deal with this mouse, flattened against the wall<br />

behind my bookshelf, stinking up my room all day.<br />

But I'm not. I scrape its corpse off the molding<br />

with the side of a box, gently at first, harder when<br />

it will not come unstuck. Paint chips onto its scarlet<br />

abdomen: impossibly bright, flayed open by my<br />

insistent hand. Below the stain its life left, there is<br />

a small hole, rodent tunnel reeking of purpose.<br />

Poor bastard couldn't have anticipated a housecat.<br />

I should patch it up. I should do a lot of things.<br />


Courtenay S Gray<br />

//The Killing Of Winter//<br />

The dark coveted my safety like as Winter berry desecrated with pine needles.<br />

Each needle pricking my cheek like a forbidden kiss.<br />

It's a sham to claim that the snow can protect you from the patched up bear who recovers in the wood.<br />

The moonlit horizon twinkles and sparkles.<br />

Each star is a place in my heart reserved for the downtrodden and the lonely.<br />

A doe of Hollywood starlet quality.<br />

Tinsel town smoothed over like a well oiled machine.<br />

Our hands gingerly reach for the others neck.<br />

We are tempted to squeeze but instead we trace an X across the jugular.<br />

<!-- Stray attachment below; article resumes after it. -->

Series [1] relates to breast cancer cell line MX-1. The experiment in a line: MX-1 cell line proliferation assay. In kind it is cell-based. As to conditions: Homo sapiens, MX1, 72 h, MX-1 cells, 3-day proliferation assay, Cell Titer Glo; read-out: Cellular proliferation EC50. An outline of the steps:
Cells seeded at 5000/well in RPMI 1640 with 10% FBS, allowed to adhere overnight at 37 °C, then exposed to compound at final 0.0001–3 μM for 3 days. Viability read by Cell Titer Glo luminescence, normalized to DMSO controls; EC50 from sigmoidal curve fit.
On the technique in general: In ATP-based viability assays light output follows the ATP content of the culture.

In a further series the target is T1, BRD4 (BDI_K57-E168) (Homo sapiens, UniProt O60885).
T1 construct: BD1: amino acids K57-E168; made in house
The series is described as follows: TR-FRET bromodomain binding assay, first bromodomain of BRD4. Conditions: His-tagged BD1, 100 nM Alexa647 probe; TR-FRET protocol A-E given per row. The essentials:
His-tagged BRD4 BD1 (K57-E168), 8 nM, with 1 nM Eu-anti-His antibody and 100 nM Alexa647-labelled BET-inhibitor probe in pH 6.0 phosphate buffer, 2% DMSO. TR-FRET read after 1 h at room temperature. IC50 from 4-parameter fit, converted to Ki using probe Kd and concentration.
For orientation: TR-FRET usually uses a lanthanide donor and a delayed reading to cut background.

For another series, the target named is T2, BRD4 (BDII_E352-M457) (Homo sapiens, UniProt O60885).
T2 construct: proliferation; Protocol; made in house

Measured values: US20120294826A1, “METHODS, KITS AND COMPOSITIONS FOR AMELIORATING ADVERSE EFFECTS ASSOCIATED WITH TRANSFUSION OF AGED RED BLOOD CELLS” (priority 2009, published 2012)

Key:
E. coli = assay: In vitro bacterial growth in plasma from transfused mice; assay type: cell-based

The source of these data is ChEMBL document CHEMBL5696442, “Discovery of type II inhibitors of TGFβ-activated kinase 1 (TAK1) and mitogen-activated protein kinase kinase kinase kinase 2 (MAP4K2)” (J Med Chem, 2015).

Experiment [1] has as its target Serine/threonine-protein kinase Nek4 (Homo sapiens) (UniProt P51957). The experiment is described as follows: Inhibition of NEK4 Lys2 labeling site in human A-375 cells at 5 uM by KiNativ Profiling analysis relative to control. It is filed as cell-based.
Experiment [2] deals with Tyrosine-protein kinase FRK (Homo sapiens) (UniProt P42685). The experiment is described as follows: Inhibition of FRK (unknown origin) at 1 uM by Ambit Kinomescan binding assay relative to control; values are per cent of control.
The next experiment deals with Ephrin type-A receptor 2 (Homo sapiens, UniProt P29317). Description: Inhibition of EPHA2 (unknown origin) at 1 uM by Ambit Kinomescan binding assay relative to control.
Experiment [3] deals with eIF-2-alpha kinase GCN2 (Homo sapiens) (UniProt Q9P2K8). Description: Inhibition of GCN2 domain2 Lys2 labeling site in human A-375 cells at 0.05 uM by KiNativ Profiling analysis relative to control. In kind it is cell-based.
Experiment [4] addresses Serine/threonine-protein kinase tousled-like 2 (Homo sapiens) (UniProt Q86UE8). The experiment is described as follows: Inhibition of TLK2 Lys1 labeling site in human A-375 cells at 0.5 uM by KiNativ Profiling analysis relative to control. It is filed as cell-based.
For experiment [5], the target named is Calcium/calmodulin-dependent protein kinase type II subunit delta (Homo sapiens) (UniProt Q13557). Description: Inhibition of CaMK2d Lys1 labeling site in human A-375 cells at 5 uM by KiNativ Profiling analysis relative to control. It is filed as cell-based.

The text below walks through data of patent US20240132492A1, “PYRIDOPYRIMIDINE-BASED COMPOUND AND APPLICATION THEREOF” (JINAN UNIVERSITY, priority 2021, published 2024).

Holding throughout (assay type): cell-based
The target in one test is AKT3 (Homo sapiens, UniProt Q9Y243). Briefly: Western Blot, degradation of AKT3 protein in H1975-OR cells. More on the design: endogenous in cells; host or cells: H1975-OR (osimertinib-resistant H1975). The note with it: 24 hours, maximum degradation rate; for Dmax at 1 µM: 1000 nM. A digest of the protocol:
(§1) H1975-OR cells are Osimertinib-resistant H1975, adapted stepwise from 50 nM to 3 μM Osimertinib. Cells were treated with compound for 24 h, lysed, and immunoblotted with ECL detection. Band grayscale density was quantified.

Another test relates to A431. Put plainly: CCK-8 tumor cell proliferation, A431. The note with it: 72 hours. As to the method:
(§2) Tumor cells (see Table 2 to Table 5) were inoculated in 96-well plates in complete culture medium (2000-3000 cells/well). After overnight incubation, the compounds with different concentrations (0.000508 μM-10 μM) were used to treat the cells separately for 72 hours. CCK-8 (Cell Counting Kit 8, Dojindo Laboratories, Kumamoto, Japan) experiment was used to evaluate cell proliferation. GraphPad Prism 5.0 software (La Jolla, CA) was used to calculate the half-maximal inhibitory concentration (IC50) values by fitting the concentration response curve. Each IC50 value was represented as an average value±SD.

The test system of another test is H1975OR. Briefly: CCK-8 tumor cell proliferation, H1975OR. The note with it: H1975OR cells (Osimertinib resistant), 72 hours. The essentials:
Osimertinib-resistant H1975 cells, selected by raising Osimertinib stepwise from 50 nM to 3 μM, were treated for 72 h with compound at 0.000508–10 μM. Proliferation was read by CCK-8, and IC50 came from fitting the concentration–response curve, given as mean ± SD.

Aytan Laleh<br />

Divine Trickery<br />

My bedroom, a room of death—<br />

Sexual fury on the walls,<br />

Painted with Michael Angelo’s three<br />

Fingers. A lizard floating in the<br />

Bathroom mess, lighting herself<br />

With bare wires—O Liz, what did<br />

I do to deserve such atonement?<br />

No word of God spoken here, no sir,<br />

No eulogies for his sons either. This<br />

Room is a room of irreligiosity, ma’am,<br />

A breeding ground for worm eggs and<br />

And snails which crackle their shells.<br />

Pity the mercilessness of their Lord!<br />

I reside in this Parisian gutter and<br />

Wonder where religion and faith,<br />

A sense of belonging, meaninglessness,<br />

Will take the rest. Perhaps a Heaven?<br />

Perhaps ninety angelic women?<br />

Perhaps a grave with no exit signs,<br />

Red, a lack of stairs, and only some<br />

Curses blown out of proportion:<br />

“Goddamn, I could have been an atheist instead!”<br />


Matt Gilbert<br />

The POV<br />

“Your point of view is ready now,”<br />

they announce from behind the counter,<br />

I check the ticket, the numbers match<br />

Must be time to collect what’s mine,<br />

Though I’m feeling a little bit uncertain,<br />

surely someone has a greater need,<br />

For batteries or a clothes-horse,<br />

curtain rail or forks, or something<br />

else not so protean, so tricksy<br />

But my number 843 flashes urgent,<br />

And the woman behind is coughing,<br />

Impatient for this ditherer to get on<br />

With it, she’s no time for tentative,<br />

or vague - neither do the others<br />

in the line, coughing tutting faces<br />

Push me to be delivered of an opinion,<br />

packaged awkwardly in black and white,<br />

with a warranty for just a little extra<br />